Most people in Berkeley are likely familiar with the sight of the large dome-shaped building perched atop the hills overlooking campus. This dome at Lawrence Berkeley National Laboratory (LBL), previously housing the largest iteration of Ernest Lawrence’s early particle accelerators called cyclotrons, now houses the Advanced Light Source (ALS), a third-generation synchrotron light source. The synchrotron facility is used by groups from all over the world due to both the scale of the light source and the specialized nature of the light it generates, which enables a whole host of experiments at nearly 50 different beamlines. Using the synchrotron radiation from the various beamlines, users of the facility can perform a wide array of experiments using techniques such as spectroscopy, microscopy, and diffractometry to characterize their samples. With just a quick walk from campus to the floor of the synchrotron, it provides a unique and invaluable research tool to groups here at Berkeley.
Synchrotrons are large circular particle accelerators that can speed up charged particles to a fraction of the speed of light, and then use them to generate bright pulses of X-ray light which travels tangentially to the particle accelerator along what is referred to as a beamline. This light can then be directed to a sample using conventional mirrors. By studying the way the light interacts with the sample, information about the material and its properties can be inferred. Synchrotrons work on the principle that a charged particle (in this case an electron) can be accelerated by steering it along a circular path with a strong magnetic field and using electrodes to push the particles to ever-faster speeds. By simply increasing the magnetic field strength and electrode frequency in step with the increasingly fast electrons, synchrotrons can keep the electrons following the same path while achieving unprecedented particle speeds. Under these conditions, charged particles can be accelerated well beyond the limitations (e.g. increasing effective mass at relativistic speeds) faced by early accelerators. Today, synchrotrons such as the Large Hadron Collider operate using these same principles as the ALS to accelerate charged particles to over 99% the speed of light.
Light generated by synchrotrons is an unavoidable outcome of using magnets to apply force on charged particles perpendicular to the direction they were going. To keep electrons going in a circle, one must repeatedly apply a magnetic field to turn the electrons, and this generates photons with an energy proportional to the acceleration the electrons undergo. While this was initially thought of as a parasitic effect requiring constant energy input to keep particles in the synchrotron going a constant velocity, it was quickly realized that the generation of this light could be controlled and utilized in other experiments. To do this, devices that make the electrons “undulate” as they pass through have been developed to efficiently generate light at a variety of different wavelengths. These undulators consist of tens to hundreds of strong magnets arranged in an alternating pattern to stimulate the production of light ranging from the infrared to X-rays and even gamma-rays. Using this device, the properties of the light produced can be modified by experimentalists in seconds with just a few clicks in the control software. Because light does not change direction in a magnetic field but charged particles do, the electrons continue on their circular path around the synchrotron while the light continues straight until mirrors can direct it to the diverse range of experiments at the end of the beamline.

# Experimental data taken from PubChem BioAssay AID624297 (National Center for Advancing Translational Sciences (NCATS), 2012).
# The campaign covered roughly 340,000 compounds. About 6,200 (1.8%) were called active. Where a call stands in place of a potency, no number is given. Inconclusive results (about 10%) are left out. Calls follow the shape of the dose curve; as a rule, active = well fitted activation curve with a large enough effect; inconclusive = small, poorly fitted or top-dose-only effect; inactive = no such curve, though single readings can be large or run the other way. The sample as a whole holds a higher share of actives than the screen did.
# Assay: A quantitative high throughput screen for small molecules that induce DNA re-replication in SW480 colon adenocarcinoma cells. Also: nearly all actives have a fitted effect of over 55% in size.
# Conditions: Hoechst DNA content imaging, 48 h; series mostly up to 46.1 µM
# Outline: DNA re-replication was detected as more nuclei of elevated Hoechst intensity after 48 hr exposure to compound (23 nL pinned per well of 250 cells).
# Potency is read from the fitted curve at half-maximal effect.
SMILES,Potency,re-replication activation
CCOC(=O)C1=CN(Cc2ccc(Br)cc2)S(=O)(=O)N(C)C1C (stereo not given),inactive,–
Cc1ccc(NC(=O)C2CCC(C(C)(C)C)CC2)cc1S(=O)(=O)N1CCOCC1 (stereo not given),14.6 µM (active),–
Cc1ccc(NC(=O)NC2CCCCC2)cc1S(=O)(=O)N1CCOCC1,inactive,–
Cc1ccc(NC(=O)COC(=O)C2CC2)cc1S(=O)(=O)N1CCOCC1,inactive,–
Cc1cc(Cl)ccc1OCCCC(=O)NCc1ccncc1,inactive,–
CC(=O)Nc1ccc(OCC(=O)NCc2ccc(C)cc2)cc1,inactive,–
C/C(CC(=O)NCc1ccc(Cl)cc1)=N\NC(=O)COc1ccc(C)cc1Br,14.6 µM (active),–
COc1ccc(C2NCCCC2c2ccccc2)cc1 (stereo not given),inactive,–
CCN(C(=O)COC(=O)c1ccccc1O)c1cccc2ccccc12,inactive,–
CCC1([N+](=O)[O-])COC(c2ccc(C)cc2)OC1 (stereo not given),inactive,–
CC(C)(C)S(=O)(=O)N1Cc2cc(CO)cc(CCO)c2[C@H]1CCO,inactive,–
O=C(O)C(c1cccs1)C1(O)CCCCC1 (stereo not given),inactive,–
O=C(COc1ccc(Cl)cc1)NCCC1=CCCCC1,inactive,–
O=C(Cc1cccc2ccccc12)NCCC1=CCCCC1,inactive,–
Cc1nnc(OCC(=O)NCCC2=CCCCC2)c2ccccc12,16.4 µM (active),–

Since synchrotron light spans a large part of the light spectrum, there is an incredibly diverse range of experiments that can be performed using it. These experimental techniques include spectroscopy, microscopy, and scattering, all of which can be used for anything from testing fundamental physics and new synchrotron techniques to determining the structure of proteins and new materials and everything in between. “Synchrotrons provide us with insights about the world never seen before,” remarked Zach Donnellan, a PhD candidate in the Gessner (LBL) and Neumark (UC Berkeley) groups working in the Chemical Sciences Division at LBL. “For instance, in my work I’m watching electrons move in real-time between layers of light harvesting materials or solar cells.” By performing experiments at the ALS, Zach and his colleagues have gained a better fundamental understanding of how these materials behave. This will allow future materials to be more efficient and less degradable. Zach continues, "Carrying out synchrotron experiments can yield a greater understanding of biological systems, materials such as semiconductors, environmental systems and climate change, quantum materials and computing, and energy storage and conversion technologies that cannot be discovered doing tabletop experiments.”
In the coming years, the ALS will be undergoing a years-long overhaul to incorporate new state-of-the-art technology developed thanks to recent breakthroughs in accelerator physics. These upgrades will increase the amount of X-ray light produced by the synchrotron by at least a factor of 100, keeping the work performed there on the cutting-edge of scientific discovery and enabling increasingly difficult and innovative experiments. Some of these experiments include emerging important and impactful scientific fields such as catalytic chemical transformations and energy conversion and storage.
This article is part of the Spring 2023 issue.
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